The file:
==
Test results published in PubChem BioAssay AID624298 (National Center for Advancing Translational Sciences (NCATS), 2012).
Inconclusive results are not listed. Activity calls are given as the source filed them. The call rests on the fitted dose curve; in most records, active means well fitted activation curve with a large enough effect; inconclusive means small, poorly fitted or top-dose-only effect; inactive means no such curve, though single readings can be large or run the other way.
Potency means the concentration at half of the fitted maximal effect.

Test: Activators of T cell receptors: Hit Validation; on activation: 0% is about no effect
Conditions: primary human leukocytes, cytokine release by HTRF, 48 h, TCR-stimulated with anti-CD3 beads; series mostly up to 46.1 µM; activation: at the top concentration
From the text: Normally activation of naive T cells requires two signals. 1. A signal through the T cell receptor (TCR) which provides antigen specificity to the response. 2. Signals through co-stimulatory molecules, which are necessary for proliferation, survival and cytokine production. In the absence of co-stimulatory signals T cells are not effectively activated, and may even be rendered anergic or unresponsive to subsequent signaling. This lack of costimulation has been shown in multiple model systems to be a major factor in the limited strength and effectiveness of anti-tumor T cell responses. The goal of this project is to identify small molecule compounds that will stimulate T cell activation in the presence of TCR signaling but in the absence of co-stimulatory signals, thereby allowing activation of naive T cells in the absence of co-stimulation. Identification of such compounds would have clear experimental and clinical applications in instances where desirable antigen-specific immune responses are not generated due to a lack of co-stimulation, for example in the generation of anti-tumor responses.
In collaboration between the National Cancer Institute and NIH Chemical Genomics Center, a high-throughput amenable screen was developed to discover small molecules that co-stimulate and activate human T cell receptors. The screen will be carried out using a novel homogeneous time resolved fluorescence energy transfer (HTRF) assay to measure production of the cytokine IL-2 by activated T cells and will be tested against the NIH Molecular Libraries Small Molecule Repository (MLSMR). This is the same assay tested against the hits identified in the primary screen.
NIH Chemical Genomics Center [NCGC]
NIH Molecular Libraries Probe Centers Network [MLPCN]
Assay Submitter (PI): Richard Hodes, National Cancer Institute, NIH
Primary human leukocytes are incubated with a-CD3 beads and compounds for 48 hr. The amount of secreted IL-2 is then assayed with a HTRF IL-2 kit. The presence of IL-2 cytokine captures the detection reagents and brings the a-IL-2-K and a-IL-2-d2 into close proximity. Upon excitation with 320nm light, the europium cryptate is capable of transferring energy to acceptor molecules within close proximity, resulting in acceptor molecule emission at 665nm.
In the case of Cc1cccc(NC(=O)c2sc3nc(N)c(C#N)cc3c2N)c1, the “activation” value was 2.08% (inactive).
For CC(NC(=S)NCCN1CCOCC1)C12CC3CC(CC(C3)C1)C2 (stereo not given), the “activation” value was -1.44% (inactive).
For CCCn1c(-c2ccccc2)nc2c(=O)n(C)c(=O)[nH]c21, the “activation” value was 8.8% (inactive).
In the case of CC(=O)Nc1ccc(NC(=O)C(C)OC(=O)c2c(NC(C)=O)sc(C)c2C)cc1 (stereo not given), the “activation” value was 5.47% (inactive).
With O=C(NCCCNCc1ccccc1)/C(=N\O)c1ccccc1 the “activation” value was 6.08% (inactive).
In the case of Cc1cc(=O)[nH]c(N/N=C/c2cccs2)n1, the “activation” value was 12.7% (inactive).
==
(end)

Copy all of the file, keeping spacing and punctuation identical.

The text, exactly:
Test results published in PubChem BioAssay AID624298 (National Center for Advancing Translational Sciences (NCATS), 2012).
Inconclusive results are not listed. Activity calls are given as the source filed them. The call rests on the fitted dose curve; in most records, active means well fitted activation curve with a large enough effect; inconclusive means small, poorly fitted or top-dose-only effect; inactive means no such curve, though single readings can be large or run the other way.
Potency means the concentration at half of the fitted maximal effect.

Test: Activators of T cell receptors: Hit Validation; on activation: 0% is about no effect
Conditions: primary human leukocytes, cytokine release by HTRF, 48 h, TCR-stimulated with anti-CD3 beads; series mostly up to 46.1 µM; activation: at the top concentration
From the text: Normally activation of naive T cells requires two signals. 1. A signal through the T cell receptor (TCR) which provides antigen specificity to the response. 2. Signals through co-stimulatory molecules, which are necessary for proliferation, survival and cytokine production. In the absence of co-stimulatory signals T cells are not effectively activated, and may even be rendered anergic or unresponsive to subsequent signaling. This lack of costimulation has been shown in multiple model systems to be a major factor in the limited strength and effectiveness of anti-tumor T cell responses. The goal of this project is to identify small molecule compounds that will stimulate T cell activation in the presence of TCR signaling but in the absence of co-stimulatory signals, thereby allowing activation of naive T cells in the absence of co-stimulation. Identification of such compounds would have clear experimental and clinical applications in instances where desirable antigen-specific immune responses are not generated due to a lack of co-stimulation, for example in the generation of anti-tumor responses.
In collaboration between the National Cancer Institute and NIH Chemical Genomics Center, a high-throughput amenable screen was developed to discover small molecules that co-stimulate and activate human T cell receptors. The screen will be carried out using a novel homogeneous time resolved fluorescence energy transfer (HTRF) assay to measure production of the cytokine IL-2 by activated T cells and will be tested against the NIH Molecular Libraries Small Molecule Repository (MLSMR). This is the same assay tested against the hits identified in the primary screen.
NIH Chemical Genomics Center [NCGC]
NIH Molecular Libraries Probe Centers Network [MLPCN]
Assay Submitter (PI): Richard Hodes, National Cancer Institute, NIH
Primary human leukocytes are incubated with a-CD3 beads and compounds for 48 hr. The amount of secreted IL-2 is then assayed with a HTRF IL-2 kit. The presence of IL-2 cytokine captures the detection reagents and brings the a-IL-2-K and a-IL-2-d2 into close proximity. Upon excitation with 320nm light, the europium cryptate is capable of transferring energy to acceptor molecules within close proximity, resulting in acceptor molecule emission at 665nm.
In the case of Cc1cccc(NC(=O)c2sc3nc(N)c(C#N)cc3c2N)c1, the “activation” value was 2.08% (inactive).
For CC(NC(=S)NCCN1CCOCC1)C12CC3CC(CC(C3)C1)C2 (stereo not given), the “activation” value was -1.44% (inactive).
For CCCn1c(-c2ccccc2)nc2c(=O)n(C)c(=O)[nH]c21, the “activation” value was 8.8% (inactive).
In the case of CC(=O)Nc1ccc(NC(=O)C(C)OC(=O)c2c(NC(C)=O)sc(C)c2C)cc1 (stereo not given), the “activation” value was 5.47% (inactive).
With O=C(NCCCNCc1ccccc1)/C(=N\O)c1ccccc1 the “activation” value was 6.08% (inactive).
In the case of Cc1cc(=O)[nH]c(N/N=C/c2cccs2)n1, the “activation” value was 12.7% (inactive).